Although we are very different in many ways, the Engineer and I do like to go out and about on expeditions – when he can spare the time from playing with real steam engines and his many other interests, and I’m not reading, writing, painting, pottering, or being Grandma (note I make no mention of housewifely duties which are against my religion). Something that always gets us both going (we’re seriously nerdy) is anything historical. I am always drawn to ancient houses; a castle or stately home will always be high on my list, and costume museums will see me rushing to buy a ticket. The Engineer is happy to come along with me but his real interest is in industrial archaeology, particularly steam engines, which I also like, so a trip out that covers our two passions is the way we usually manage things.
Anyway, the other day we combined our various interests in a very satisfying manner. He needed a trip to Maplin’s to buy some gadgety thingy and I needed to think about the logistics of an ancient garden so we did both by dropping in on Southampton’s Tudor House museum (see picture above) after the Maplin’s stop. We sat in the coffee shop thinking our profound thoughts, the one about the gadgety thingy and the other gazing out at the reconstructed Tudor garden that proved an ideal example for the book in hand.
Incidentally, the garden was designed by Dr Sylvia Landsberg, who also designed Queen Eleanor’s mediaeval garden at Winchester Great Hall – the very garden I ‘borrowed’ for my latest book, The Dead Queen’s Garden. (see the inevitable plug for the book at the end of this post)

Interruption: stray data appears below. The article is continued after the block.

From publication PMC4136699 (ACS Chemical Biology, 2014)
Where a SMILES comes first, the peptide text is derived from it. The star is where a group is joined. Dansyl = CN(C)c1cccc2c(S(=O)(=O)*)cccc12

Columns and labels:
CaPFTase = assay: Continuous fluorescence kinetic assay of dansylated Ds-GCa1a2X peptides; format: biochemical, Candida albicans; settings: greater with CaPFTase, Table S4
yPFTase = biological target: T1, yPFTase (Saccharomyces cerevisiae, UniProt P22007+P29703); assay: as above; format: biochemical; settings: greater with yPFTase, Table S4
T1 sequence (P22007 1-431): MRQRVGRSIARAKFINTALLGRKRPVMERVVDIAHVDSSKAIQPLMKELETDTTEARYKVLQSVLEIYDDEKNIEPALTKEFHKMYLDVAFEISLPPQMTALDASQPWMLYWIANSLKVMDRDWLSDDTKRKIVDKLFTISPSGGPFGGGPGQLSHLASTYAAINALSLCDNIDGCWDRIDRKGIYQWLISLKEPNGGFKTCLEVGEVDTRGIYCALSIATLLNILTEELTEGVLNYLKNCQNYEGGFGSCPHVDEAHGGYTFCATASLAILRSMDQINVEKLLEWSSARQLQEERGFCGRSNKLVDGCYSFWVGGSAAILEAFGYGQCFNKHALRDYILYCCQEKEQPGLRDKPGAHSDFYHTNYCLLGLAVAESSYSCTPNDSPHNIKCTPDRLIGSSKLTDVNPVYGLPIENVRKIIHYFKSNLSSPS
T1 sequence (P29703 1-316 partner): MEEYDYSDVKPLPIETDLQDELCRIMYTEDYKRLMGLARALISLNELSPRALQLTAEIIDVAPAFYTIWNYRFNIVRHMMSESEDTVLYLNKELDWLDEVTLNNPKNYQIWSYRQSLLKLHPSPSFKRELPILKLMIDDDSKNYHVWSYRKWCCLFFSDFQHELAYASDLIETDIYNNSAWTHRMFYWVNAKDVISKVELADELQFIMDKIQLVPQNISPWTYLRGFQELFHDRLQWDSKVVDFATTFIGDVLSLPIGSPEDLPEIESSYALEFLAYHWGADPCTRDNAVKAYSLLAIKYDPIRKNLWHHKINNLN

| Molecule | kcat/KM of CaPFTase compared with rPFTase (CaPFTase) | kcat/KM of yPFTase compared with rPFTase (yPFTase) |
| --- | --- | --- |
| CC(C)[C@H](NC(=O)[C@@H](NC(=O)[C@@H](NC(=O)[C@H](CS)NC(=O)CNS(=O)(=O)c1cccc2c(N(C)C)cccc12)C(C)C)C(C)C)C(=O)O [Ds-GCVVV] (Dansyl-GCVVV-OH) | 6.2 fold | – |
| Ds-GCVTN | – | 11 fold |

I hadn’t been to Tudor House for years. I think I dragged our reluctant children round it about 30 years ago but for me the memories go back a very long way. My aunt lived in Southampton so every summer holiday I was put on a coach from Bournemouth for two weeks. There were three things I insisted on doing every time:
1) I had to go to Romsey Abbey to see the scalped-looking head of auburn hair, complete with plait, that is all that’s left of a young Saxon girl2) I had to check up on Oliver Cromwell’s death mask that was displayed in the museum above Southampton’s ancient Bargate and 3) I had to visit Tudor House to see the fossilised hot-cross-bun that had been found there.
I suppose I was a very strange little girl – but you can see where my interests lay even at the age of about seven: a preoccupation with death and history!
I’m happy to report that the auburn hair and the hot-cross-bun are still on display (photos above from local tourist sites) but when I asked it seems nobody knows what happened to Cromwell. Serves him right, anyway, so the photo here is from the British Museum.
Well worth a visit and even if history doesn’t float your boat (and you don’t, as I did, get beside yourself with excitement at the discovery of King John’s Palace at the far end of the knot garden) you can take a peaceful coffee or lunch break in an oasis of peace – Tudor House
Finally, a brilliant first review for The Dead Queen’s Garden from author Sally Zigmond here and a reminder that the book is still available at a discount and post free from www.halebooks.com (ebook out at the end of April)